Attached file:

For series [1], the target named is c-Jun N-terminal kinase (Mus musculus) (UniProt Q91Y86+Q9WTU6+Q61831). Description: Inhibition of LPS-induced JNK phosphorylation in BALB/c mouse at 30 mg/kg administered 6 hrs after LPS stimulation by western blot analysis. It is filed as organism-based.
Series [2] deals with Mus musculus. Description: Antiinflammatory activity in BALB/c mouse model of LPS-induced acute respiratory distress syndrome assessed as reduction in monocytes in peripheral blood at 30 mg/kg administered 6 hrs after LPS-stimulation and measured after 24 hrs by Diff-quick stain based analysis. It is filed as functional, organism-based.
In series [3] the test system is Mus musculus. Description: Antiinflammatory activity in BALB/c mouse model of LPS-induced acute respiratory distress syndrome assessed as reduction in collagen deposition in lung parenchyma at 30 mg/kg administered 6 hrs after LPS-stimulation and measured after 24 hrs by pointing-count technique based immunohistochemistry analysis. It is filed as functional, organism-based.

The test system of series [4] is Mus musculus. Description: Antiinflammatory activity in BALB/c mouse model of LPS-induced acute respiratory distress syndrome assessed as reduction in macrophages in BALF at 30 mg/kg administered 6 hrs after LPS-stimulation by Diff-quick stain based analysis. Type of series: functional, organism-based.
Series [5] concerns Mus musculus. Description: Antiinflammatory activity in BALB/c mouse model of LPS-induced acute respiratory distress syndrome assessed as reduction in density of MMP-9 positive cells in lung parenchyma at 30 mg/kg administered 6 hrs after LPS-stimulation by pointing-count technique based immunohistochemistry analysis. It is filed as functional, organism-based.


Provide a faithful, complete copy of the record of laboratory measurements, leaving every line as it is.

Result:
For series [1], the target named is c-Jun N-terminal kinase (Mus musculus) (UniProt Q91Y86+Q9WTU6+Q61831). Description: Inhibition of LPS-induced JNK phosphorylation in BALB/c mouse at 30 mg/kg administered 6 hrs after LPS stimulation by western blot analysis. It is filed as organism-based.
Series [2] deals with Mus musculus. Description: Antiinflammatory activity in BALB/c mouse model of LPS-induced acute respiratory distress syndrome assessed as reduction in monocytes in peripheral blood at 30 mg/kg administered 6 hrs after LPS-stimulation and measured after 24 hrs by Diff-quick stain based analysis. It is filed as functional, organism-based.
In series [3] the test system is Mus musculus. Description: Antiinflammatory activity in BALB/c mouse model of LPS-induced acute respiratory distress syndrome assessed as reduction in collagen deposition in lung parenchyma at 30 mg/kg administered 6 hrs after LPS-stimulation and measured after 24 hrs by pointing-count technique based immunohistochemistry analysis. It is filed as functional, organism-based.

The test system of series [4] is Mus musculus. Description: Antiinflammatory activity in BALB/c mouse model of LPS-induced acute respiratory distress syndrome assessed as reduction in macrophages in BALF at 30 mg/kg administered 6 hrs after LPS-stimulation by Diff-quick stain based analysis. Type of series: functional, organism-based.
Series [5] concerns Mus musculus. Description: Antiinflammatory activity in BALB/c mouse model of LPS-induced acute respiratory distress syndrome assessed as reduction in density of MMP-9 positive cells in lung parenchyma at 30 mg/kg administered 6 hrs after LPS-stimulation by pointing-count technique based immunohistochemistry analysis. It is filed as functional, organism-based.